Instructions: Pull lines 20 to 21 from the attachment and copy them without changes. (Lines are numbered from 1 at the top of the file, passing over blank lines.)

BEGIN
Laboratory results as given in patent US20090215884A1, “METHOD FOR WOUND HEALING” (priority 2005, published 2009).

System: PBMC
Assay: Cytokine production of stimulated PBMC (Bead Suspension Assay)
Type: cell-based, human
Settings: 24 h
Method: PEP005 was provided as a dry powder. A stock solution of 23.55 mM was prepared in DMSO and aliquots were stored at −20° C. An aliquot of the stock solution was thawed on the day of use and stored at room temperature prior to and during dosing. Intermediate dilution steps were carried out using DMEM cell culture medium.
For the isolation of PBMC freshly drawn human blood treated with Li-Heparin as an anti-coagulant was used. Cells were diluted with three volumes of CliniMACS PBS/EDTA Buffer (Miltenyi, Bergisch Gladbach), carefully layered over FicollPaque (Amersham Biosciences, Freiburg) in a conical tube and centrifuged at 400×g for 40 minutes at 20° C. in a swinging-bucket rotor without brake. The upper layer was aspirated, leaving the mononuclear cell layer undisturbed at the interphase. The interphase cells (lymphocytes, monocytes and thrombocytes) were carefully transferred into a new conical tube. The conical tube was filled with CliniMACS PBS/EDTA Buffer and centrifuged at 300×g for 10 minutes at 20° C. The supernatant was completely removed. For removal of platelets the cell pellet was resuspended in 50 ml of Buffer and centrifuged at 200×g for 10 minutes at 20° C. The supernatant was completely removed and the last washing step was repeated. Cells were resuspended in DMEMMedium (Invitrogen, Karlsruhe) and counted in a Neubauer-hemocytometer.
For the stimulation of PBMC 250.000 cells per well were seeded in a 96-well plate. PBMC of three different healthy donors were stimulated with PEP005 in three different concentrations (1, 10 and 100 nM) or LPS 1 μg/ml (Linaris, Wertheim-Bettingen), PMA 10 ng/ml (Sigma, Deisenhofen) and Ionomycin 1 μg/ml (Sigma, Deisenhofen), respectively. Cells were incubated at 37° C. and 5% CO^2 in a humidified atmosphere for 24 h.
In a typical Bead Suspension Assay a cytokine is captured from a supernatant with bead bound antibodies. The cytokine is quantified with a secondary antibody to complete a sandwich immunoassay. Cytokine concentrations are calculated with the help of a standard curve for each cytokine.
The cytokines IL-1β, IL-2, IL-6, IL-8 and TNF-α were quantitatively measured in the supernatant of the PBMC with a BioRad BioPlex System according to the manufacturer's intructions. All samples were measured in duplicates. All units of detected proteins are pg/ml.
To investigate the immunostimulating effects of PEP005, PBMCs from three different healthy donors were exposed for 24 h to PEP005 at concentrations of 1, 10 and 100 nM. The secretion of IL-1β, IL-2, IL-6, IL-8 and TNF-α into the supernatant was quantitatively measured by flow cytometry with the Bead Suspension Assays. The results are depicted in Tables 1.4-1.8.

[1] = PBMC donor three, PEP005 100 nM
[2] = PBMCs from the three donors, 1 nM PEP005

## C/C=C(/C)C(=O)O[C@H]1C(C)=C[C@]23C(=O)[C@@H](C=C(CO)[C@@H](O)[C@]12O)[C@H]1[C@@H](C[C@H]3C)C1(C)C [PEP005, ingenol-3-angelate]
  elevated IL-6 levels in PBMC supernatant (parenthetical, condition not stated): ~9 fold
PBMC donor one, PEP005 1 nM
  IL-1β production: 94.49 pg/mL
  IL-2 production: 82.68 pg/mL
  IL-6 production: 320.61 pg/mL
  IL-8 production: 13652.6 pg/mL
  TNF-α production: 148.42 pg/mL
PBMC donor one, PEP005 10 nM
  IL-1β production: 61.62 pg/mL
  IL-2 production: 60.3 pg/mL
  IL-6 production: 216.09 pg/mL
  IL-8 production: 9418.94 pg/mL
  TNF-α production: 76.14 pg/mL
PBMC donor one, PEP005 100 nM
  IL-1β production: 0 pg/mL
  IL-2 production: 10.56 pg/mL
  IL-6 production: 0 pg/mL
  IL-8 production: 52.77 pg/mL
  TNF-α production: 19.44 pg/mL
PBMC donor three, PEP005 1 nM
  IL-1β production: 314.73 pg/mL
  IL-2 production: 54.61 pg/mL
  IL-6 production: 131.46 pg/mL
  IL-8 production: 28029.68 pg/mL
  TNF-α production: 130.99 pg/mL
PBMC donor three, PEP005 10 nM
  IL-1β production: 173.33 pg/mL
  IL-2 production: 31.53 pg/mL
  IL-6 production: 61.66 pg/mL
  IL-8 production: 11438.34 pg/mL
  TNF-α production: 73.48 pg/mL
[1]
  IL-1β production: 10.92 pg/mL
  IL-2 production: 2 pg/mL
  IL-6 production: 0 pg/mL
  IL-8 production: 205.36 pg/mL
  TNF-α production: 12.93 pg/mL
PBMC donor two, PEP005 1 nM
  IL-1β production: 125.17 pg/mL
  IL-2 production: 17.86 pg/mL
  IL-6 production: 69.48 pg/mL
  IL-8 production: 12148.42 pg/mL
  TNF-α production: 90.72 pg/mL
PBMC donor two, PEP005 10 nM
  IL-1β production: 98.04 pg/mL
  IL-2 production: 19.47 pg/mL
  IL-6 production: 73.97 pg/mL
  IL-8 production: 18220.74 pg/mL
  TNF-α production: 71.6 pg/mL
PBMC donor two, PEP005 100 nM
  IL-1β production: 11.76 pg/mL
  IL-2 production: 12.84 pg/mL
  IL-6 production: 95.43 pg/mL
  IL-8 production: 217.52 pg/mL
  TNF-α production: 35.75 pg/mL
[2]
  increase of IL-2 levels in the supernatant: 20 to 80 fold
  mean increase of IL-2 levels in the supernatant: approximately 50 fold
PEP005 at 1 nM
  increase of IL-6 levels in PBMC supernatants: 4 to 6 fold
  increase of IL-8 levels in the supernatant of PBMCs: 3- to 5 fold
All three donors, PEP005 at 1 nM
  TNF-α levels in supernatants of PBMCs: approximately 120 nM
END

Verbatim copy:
  IL-8 production: 13652.6 pg/mL
  TNF-α production: 148.42 pg/mL